They are love

“They” are love – Martin Malina

I live in Arnprior, whose logo reads — “Where the Rivers meet”, because the town is situated at the confluence of the Madawaska and Ottawa rivers. The flow of rivers around me, around the place I live, communicates to me important spiritual truths.

Under the evening moon at the confluence of the Madawaska and Ottawa rivers in Arnprior

As a Christian, I take spiritual truth to be the way of Jesus. So, everything from my practice of prayer to how I aspire to relate with others flows from the waters of my baptism in Christ.

The flow of water can move one’s heart and mind in directions not anticipated nor expected. Just try running white-water rapids or going down a water slide. When you enter the water, your body will be subject to forces beyond your control and often make your body go in directions not intended.

When I read the bible sometimes familiar stories will come at me sideways and I’ll notice something that I’ve never before noticed. And it will open up new and unbidden horizons that will both challenge and inspire me on my journey of faith.

This is true with the Gospel reading for today[1] — about the healing of the deaf and mute person. And what jumped out at me was the first word in verse 32: “They”. The unidentified and unnamed people who brought the deaf man to Jesus. What is more, “they” begged Jesus—begged him— to “lay his hand” on him. And that’s where I stopped. I know the end of the story: he was cured of his ailments so there was no cliff-hanger for me there. But more about the ending in a moment.

First, who are “they”?[2] Who would take the time, the energy, the strength to bring someone who was probably on the margins of the socio-economic engines of 1st century Palestine? Who are “they” to place such value and worth on someone who couldn’t hear and who had a speech impediment? Who was this deaf and mute man to them? 

A family member? The text doesn’t suggest family relations. There are other healing stories in the Gospel of Mark where daughters and fathers and sons are explicitly mentioned and involved.[3]

What is more in our Gospel text is it’s not a passive, obligation kind of service — a do-gooder “I-have-time-today” kind of action. They begged Jesus to heal. This is passionate language. No time for self-preoccupation. And all for the sake of someone who might normally be dismissed, disregarded and even despised in society.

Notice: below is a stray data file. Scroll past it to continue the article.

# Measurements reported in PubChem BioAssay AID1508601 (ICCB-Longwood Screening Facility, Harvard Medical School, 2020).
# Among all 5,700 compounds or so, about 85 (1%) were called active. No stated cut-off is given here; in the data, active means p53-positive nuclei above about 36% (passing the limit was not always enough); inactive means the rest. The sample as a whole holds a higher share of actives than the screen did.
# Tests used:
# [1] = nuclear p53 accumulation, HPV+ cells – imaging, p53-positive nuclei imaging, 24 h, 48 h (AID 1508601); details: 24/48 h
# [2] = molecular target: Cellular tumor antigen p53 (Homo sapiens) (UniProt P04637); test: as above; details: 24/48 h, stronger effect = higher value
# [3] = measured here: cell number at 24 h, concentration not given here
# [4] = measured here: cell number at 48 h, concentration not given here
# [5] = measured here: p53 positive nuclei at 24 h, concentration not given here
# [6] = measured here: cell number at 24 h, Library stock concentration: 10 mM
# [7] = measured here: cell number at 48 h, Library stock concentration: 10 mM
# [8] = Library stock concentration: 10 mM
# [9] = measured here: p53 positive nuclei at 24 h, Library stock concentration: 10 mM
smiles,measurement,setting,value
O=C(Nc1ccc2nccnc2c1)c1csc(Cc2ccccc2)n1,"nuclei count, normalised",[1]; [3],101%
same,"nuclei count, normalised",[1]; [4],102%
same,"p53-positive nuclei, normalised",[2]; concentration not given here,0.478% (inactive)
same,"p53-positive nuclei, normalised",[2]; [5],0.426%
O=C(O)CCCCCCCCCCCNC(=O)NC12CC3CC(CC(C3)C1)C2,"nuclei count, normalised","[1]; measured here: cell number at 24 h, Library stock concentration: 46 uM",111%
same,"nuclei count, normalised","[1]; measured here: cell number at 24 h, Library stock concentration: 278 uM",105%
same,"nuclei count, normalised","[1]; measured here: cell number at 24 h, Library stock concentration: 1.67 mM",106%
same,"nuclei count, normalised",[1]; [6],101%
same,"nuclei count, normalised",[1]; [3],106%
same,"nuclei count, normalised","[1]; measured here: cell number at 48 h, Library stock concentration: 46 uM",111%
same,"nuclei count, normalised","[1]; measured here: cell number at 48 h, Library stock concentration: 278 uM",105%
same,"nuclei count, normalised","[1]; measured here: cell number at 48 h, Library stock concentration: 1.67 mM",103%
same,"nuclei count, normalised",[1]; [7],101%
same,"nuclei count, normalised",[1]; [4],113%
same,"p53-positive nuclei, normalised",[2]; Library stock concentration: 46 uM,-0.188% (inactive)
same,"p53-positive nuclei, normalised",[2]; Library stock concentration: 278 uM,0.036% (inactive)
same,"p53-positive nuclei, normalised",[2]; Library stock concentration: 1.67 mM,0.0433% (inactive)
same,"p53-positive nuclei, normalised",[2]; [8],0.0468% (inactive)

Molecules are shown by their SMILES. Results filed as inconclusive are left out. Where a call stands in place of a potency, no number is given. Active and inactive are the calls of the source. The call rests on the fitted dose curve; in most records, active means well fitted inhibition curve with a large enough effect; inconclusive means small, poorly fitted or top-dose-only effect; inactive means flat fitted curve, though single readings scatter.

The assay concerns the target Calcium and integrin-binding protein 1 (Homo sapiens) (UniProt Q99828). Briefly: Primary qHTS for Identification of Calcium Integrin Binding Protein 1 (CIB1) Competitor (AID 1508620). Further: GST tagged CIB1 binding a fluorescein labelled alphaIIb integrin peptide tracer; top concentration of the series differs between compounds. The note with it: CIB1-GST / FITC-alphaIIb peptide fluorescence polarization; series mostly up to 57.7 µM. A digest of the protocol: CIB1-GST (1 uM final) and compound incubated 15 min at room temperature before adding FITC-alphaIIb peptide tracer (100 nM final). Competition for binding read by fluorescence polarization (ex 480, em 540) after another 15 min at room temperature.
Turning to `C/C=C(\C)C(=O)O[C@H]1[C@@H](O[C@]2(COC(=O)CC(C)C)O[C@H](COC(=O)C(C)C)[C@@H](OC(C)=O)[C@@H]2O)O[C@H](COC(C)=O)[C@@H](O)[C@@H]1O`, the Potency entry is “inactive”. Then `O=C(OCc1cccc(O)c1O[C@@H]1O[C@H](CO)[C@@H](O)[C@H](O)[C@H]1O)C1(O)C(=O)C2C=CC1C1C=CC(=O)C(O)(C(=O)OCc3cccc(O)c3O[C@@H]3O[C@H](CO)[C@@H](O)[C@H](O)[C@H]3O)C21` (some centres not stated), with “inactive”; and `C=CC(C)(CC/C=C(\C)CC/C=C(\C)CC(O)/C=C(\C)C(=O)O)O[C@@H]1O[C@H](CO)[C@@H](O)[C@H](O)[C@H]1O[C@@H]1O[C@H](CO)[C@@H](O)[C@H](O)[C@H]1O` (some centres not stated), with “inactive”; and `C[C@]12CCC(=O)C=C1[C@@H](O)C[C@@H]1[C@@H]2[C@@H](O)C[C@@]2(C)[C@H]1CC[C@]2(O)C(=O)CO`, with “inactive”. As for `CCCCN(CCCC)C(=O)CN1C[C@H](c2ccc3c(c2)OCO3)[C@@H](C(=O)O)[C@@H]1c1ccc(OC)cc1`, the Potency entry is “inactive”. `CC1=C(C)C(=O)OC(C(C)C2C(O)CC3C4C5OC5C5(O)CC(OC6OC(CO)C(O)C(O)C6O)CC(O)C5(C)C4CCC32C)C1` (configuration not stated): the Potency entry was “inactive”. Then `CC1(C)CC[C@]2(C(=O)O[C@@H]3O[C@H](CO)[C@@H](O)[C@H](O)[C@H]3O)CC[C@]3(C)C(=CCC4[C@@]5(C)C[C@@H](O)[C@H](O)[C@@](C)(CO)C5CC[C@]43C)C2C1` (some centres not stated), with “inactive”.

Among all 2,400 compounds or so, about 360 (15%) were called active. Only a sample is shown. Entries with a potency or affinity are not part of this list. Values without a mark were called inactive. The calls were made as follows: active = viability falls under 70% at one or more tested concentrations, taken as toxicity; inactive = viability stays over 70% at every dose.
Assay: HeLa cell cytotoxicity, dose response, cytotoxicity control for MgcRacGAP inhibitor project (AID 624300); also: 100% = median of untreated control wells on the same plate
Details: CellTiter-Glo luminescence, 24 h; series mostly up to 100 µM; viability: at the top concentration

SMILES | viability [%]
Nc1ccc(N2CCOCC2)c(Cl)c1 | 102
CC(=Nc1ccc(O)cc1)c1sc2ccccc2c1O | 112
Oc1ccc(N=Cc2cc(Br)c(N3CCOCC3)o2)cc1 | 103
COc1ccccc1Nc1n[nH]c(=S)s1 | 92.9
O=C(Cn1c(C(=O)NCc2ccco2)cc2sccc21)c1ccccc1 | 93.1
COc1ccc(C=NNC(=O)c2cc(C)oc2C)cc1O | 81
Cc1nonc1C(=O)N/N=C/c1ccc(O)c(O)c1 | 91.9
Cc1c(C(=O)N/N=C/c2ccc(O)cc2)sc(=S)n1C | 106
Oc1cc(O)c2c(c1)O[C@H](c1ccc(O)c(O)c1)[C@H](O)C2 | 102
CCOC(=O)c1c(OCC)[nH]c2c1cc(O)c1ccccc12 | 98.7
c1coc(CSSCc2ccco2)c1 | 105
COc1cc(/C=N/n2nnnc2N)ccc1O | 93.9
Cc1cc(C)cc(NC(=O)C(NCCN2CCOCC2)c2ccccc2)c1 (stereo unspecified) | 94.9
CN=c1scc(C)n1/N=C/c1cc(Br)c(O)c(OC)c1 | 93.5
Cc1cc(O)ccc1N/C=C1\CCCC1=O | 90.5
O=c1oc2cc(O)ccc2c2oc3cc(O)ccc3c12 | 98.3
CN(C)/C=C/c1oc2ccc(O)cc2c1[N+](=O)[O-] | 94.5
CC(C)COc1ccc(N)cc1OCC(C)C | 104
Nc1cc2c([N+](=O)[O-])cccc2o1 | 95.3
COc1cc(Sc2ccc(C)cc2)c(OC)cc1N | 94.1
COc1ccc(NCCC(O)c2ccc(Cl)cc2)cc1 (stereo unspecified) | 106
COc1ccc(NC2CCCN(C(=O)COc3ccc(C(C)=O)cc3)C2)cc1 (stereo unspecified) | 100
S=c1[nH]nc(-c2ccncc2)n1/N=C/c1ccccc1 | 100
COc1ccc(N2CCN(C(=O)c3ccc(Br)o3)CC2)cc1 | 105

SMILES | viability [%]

Such a reading leaves me wondering about the quality of my own Christian service and love. Is healing in Christ only for me? Or, for my own? “They” were more than one person. And each of those individuals that comprised the “they” in our text had their own problems, suffering, pains, losses, griefs that likely needed Jesus’ healing touch. Why weren’t they self-advocating? And yet, “they” as a group were so passionate in finding healing for this one man they brought to Jesus.

This summer I canoed the Barron River in Algonquin Park relatively close to where I live. There is a spectacular red flower found almost exclusively along this river: It’s called the cardinal plant, Lobelia cardinalis. What is special about this plant is that it requires not one, but two visits by a hummingbird in order to procreate. The bird arrives when the flower is in early bloom and uses its long bill to sip the nectar, which lies just deep enough that the brow of the bird brushes against the flower and picks up pollen.

Later, when the stamens of the cardinal flower no longer produce pollen, the pistil—the female part of the plant, protrudes through the spent stamens to a point where, when the flower is visited the second time by a hummingbird whose head has been dusted with pollen from another plant, fertilization takes place.[4]